Images courtesy of Stoonn at FreeDigitalPhotos.net, http://texasfarmersdaughter.com/rainbow-fruit-kabobs/, and http://www.chef-in-training.com/2011/08/fruit-pizza-2/

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April 4, 2016

A fruit tree is a great gift. But what about those of us that live somewhere where the climate isn’t conducive to growing fruit? Can fruit trees withstand the cold?

Surprisingly, many fruit trees can withstand temperatures well below freezing. Good news for those of us living up north! The first thing you need to determine is your climate. SinUSDA zonesce fruit trees will be around for years, you need to consider climate extremes, not just the average temperatures. To do this, find out what agricultural zone you’re living in. Check our graphic for your location. You can also visit the USDA interactive plant hardiness zone map for a more detailed look.

The temperature at which the tissue of a particular plant will freeze and the degree of the damage are determined by a number of different factors. Some of these include the actual temperature reached, the duration of time the tree was exposed to this temperature, how well the plant was conditioned before exposure, age of the plant, and the overall health of the tree. A more mature, healthier tree can withstand much more cold than a diseased or younger tree.

The temperature range given for a tree to survive refers to its leaves and wood, not the fruit itself. Therefore, the fruit crop may be damaged in the cold while the tree remains undamaged. If the fruit buds are still very tight, the fruit damage should be minimal, but if the fruit has already started to bloom it is likely about 90% of the fruit will be lost.

So how do you prepare and protect a tree from the cold? Plant the tree in a sunny location that is sheltered from wind. Plant it in bare, non-turf ground as turf near the base of the tree can lower the temperature. Also, keep the tree away from the bottom of a hill as this can also lower the temperature. Do not mulch around the tree as this will retain moisture and even encourage disease. Be sure not to fertilize citrus trees after August as this promotes new growth which is more sensitive to cold temperatures.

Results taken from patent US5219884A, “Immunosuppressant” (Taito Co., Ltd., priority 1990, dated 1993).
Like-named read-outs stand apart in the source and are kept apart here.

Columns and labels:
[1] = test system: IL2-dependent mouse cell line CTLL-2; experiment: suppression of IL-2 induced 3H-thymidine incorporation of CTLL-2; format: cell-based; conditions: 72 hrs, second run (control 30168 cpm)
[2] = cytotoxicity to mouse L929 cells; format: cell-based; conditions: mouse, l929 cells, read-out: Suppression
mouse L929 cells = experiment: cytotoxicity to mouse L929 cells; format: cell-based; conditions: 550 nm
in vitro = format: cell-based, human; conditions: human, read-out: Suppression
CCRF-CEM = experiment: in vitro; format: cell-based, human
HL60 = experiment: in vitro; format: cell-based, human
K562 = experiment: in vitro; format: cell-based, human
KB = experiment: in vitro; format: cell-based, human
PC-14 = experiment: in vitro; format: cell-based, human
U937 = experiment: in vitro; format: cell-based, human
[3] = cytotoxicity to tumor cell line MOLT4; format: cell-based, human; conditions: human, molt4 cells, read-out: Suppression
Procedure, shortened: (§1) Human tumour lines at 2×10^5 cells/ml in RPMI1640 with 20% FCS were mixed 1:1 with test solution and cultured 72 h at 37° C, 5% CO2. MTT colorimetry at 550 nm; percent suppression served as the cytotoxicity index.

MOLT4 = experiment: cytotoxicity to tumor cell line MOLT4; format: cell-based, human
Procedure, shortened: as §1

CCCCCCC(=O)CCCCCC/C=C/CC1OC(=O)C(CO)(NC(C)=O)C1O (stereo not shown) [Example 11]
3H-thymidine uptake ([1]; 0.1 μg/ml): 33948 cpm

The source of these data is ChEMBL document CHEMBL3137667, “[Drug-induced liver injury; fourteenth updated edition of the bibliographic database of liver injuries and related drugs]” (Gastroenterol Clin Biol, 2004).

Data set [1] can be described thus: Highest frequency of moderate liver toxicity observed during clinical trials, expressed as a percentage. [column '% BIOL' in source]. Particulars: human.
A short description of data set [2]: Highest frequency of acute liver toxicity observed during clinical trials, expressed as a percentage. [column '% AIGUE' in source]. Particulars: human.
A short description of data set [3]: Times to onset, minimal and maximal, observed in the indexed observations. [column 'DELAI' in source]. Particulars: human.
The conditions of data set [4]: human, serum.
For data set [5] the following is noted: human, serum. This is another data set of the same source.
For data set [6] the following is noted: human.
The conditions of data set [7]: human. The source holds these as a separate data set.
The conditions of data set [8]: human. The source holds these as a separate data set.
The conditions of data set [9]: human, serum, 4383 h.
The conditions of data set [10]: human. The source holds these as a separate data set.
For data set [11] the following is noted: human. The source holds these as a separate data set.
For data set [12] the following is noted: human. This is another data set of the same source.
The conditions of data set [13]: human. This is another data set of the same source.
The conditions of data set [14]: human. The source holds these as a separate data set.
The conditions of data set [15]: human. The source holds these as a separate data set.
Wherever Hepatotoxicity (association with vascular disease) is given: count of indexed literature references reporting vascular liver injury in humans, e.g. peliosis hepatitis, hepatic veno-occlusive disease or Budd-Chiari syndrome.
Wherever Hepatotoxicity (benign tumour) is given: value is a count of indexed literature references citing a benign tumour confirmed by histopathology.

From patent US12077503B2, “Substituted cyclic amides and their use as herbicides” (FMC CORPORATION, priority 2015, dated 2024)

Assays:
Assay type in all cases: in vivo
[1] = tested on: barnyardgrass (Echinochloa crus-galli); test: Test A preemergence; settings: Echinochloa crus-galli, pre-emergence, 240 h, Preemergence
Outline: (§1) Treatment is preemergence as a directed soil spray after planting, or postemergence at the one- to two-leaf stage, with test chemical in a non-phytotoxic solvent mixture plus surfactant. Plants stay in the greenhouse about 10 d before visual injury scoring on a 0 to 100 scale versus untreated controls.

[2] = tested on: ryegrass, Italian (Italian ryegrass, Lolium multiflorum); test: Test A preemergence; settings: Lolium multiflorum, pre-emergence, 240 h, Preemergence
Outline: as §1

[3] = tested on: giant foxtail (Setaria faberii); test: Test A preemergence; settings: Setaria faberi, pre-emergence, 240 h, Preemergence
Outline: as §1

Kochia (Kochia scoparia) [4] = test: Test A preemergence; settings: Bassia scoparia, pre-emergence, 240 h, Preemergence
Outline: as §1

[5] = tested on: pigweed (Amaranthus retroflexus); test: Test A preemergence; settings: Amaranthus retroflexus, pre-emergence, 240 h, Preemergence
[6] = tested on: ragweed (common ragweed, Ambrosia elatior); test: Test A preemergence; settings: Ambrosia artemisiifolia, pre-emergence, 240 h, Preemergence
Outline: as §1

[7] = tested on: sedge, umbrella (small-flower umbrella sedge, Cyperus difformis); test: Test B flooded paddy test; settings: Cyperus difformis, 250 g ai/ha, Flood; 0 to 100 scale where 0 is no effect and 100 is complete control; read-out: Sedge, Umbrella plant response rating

There are things you can do to protect a tree when you know temperatures are going to drop. First, you should cover the entire plant, but leave the foliage untouched. Bring the cover all the way to the base and use weights like bricks or rocks to hold it down. Remove this cover as soon as temperatures rise again. Another option is to install small lights, like Christmas lights on the tree to increase the nearby temperature. This works well because it is usually the holiday season when temperatures are dropping.

If you’re in a climate that is still not conducive to growing fruit, or you want a fruit that can’t withstand your local climate, you may consider growing it in a container. Then you can leave it on a patio or deck in the warmer months and bring it inside as temperatures get colder.

Be on the lookout for cold hardy plant recommendations coming later this week!

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April 4, 2016

eggfruitSo again, a mysterious fruit with a bizarre and potentially off-putting name. Eggs and fruit are generally kept quite separate in American cuisine. But an eggfruit is an entity all its own.

These fruits grow in a tropical and subtropical climate. They are roughly the size of an apple with a yellowish to orange color. The pulp is similar in both appearance and texture to a cooked egg yolk hence the fruit’s name. The fruits’ color does not change as it matures, but the skin texture does turn from glossy to dull. Eggfruits must be harvested in order to ripen completely. It takes approximately one week after harvesting for the fruit to ripen.